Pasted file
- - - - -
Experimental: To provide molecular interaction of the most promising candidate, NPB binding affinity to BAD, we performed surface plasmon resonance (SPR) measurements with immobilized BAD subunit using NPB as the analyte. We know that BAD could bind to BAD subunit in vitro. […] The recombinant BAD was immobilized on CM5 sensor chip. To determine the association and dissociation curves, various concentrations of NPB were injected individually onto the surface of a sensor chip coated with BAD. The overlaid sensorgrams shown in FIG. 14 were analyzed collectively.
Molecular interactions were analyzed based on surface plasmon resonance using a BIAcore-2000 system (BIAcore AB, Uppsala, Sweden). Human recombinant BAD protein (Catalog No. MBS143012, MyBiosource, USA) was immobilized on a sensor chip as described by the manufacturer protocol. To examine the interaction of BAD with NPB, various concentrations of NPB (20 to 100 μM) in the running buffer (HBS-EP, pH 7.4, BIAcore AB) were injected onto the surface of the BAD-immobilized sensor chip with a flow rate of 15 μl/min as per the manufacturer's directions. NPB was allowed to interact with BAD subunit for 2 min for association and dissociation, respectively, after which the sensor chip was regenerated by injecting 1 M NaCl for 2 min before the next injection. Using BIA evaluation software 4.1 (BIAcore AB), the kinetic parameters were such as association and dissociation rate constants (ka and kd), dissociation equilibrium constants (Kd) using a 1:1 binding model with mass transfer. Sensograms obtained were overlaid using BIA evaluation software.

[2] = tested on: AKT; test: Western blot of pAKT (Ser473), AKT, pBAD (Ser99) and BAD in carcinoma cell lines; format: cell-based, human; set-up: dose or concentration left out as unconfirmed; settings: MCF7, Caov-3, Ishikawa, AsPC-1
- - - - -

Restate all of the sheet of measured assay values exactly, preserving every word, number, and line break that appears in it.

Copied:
Experimental: To provide molecular interaction of the most promising candidate, NPB binding affinity to BAD, we performed surface plasmon resonance (SPR) measurements with immobilized BAD subunit using NPB as the analyte. We know that BAD could bind to BAD subunit in vitro. […] The recombinant BAD was immobilized on CM5 sensor chip. To determine the association and dissociation curves, various concentrations of NPB were injected individually onto the surface of a sensor chip coated with BAD. The overlaid sensorgrams shown in FIG. 14 were analyzed collectively.
Molecular interactions were analyzed based on surface plasmon resonance using a BIAcore-2000 system (BIAcore AB, Uppsala, Sweden). Human recombinant BAD protein (Catalog No. MBS143012, MyBiosource, USA) was immobilized on a sensor chip as described by the manufacturer protocol. To examine the interaction of BAD with NPB, various concentrations of NPB (20 to 100 μM) in the running buffer (HBS-EP, pH 7.4, BIAcore AB) were injected onto the surface of the BAD-immobilized sensor chip with a flow rate of 15 μl/min as per the manufacturer's directions. NPB was allowed to interact with BAD subunit for 2 min for association and dissociation, respectively, after which the sensor chip was regenerated by injecting 1 M NaCl for 2 min before the next injection. Using BIA evaluation software 4.1 (BIAcore AB), the kinetic parameters were such as association and dissociation rate constants (ka and kd), dissociation equilibrium constants (Kd) using a 1:1 binding model with mass transfer. Sensograms obtained were overlaid using BIA evaluation software.

[2] = tested on: AKT; test: Western blot of pAKT (Ser473), AKT, pBAD (Ser99) and BAD in carcinoma cell lines; format: cell-based, human; set-up: dose or concentration left out as unconfirmed; settings: MCF7, Caov-3, Ishikawa, AsPC-1